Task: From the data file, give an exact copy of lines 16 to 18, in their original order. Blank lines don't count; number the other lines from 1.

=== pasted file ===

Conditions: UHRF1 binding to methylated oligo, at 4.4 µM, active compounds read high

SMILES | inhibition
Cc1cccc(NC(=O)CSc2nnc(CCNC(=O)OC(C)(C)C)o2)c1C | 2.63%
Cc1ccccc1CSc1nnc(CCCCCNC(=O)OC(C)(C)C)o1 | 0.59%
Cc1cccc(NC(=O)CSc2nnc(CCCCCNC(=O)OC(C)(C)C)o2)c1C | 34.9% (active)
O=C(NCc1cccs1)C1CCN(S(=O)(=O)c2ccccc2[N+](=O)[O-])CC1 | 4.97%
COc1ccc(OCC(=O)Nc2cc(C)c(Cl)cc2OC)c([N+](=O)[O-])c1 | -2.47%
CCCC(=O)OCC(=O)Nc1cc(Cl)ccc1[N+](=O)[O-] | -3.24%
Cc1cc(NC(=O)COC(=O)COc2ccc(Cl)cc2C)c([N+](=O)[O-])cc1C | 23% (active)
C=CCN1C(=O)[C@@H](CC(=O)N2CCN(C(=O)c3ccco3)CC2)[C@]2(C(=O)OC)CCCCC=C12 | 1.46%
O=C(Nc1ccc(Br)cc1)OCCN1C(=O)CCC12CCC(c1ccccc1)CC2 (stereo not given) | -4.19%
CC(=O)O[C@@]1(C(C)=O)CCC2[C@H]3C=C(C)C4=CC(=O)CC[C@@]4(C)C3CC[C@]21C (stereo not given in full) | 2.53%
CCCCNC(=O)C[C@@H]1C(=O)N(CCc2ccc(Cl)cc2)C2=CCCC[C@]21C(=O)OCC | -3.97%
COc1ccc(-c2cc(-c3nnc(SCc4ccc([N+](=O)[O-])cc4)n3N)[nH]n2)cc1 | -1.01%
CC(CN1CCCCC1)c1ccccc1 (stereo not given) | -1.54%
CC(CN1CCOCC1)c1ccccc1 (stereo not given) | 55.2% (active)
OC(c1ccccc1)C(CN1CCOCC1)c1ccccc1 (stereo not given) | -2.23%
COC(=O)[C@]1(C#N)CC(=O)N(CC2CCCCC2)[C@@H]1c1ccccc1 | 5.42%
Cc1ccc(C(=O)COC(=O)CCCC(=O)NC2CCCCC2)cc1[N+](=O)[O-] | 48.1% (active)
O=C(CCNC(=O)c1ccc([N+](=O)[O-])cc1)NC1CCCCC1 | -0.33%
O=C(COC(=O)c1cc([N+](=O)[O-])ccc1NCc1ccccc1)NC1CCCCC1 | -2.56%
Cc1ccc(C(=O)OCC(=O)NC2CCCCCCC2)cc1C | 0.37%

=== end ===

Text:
CC(CN1CCOCC1)c1ccccc1 (stereo not given) | 55.2% (active)
OC(c1ccccc1)C(CN1CCOCC1)c1ccccc1 (stereo not given) | -2.23%
COC(=O)[C@]1(C#N)CC(=O)N(CC2CCCCC2)[C@@H]1c1ccccc1 | 5.42%